“I think (my work on the appellate division) makes (me) uniquely qualified, not because it gives me some kind of legal encyclopedia, but because it makes me realize what I don’t know,” Lough said at the forum.
Barajas has worked for the district attorney’s office since she joined the bar in 2005, according to her website. She has served as a line level trial prosecutor in the Sexual Assault and Child Abuse Unit, Vehicle Homicide Unit, the Gang Unit, the Domestic Violence Unit and the Political Corruption Unit, she says on her website. She grew up in Riverside and graduated from Southwestern University School of Law in 2004, she says on her website. Barajas did not attend the candidate forum.
Deputy District Attorney Kristi Kirk was elected to office with 55% of the vote in a three-candidate race.
Kirk grew up in the small farming town of Kelseyville in Northern California. Her father worked in a geothermal plant for PG&E, and her mother was a baker, she said in her comments during a candidate forum hosted by Follow Our Courts and Riverside City College in May.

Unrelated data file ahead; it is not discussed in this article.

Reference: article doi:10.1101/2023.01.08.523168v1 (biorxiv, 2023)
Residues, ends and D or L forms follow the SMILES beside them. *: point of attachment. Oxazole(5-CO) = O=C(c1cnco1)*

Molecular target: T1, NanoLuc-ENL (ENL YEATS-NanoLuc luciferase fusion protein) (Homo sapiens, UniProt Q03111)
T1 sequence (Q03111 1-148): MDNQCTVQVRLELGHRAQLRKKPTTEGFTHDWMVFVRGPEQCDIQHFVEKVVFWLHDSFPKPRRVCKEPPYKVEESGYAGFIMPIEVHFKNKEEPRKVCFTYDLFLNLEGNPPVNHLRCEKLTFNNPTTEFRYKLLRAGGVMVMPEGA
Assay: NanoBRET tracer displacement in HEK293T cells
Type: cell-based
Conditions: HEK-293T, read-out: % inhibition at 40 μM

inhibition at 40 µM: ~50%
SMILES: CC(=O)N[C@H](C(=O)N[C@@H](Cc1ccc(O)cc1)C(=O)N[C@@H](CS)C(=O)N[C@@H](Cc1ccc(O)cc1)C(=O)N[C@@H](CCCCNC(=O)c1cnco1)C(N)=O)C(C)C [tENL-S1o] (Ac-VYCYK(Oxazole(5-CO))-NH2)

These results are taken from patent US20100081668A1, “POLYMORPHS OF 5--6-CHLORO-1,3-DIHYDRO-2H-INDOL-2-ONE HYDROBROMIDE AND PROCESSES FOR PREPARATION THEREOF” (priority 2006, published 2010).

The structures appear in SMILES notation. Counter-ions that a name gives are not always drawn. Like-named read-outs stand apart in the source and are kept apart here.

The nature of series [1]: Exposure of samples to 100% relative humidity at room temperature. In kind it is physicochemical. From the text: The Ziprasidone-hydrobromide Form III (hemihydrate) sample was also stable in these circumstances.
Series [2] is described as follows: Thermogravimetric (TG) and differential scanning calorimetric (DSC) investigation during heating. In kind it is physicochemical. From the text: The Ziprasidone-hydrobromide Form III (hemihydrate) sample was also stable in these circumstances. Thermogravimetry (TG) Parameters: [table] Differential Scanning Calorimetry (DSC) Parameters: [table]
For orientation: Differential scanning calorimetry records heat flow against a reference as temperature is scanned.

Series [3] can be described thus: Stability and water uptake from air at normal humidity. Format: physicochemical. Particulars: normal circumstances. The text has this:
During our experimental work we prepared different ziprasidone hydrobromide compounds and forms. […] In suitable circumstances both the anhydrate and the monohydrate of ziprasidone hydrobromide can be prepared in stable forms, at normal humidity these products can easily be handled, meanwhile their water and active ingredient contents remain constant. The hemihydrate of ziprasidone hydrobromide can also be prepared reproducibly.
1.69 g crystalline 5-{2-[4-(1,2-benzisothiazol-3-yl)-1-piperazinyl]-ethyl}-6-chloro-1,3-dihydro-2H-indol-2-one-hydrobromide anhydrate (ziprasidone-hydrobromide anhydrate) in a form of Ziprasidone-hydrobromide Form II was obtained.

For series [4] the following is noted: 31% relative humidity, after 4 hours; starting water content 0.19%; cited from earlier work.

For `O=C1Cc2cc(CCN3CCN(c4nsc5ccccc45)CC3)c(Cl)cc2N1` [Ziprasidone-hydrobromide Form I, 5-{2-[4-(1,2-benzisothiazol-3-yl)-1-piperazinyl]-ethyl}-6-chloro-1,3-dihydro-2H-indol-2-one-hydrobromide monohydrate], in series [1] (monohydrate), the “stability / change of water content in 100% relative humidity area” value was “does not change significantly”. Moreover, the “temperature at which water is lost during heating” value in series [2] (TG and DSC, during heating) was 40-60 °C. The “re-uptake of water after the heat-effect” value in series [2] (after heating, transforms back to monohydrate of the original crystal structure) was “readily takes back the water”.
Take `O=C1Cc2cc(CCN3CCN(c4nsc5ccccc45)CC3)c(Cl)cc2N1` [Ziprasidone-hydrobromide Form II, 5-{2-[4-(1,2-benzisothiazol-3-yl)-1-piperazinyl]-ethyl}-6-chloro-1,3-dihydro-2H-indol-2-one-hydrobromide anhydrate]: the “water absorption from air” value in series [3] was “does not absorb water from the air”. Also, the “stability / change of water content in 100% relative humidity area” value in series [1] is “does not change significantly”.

She was the first in her family to graduate from college, and started in a junior college in Santa Rosa.
She was hired by the district attorney’s office while in her third year at the Pacific McGeorge School of Law in Sacramento.
Kirk always dreamed of being a district attorney, and met her husband, a probation officer, while working in the desert. She is raising two children with him.
In her 17-year career, Kirk has worked in misdemeanors and domestic violence, but focused on gangs and homicides.
“I promise to bring the work ethic that my father taught me at an early age, to always try to improve yourself, to learn from your failures, to fall down to get back up, and I will continue to hold that belief as I become your judge,” Kirk said at the forum.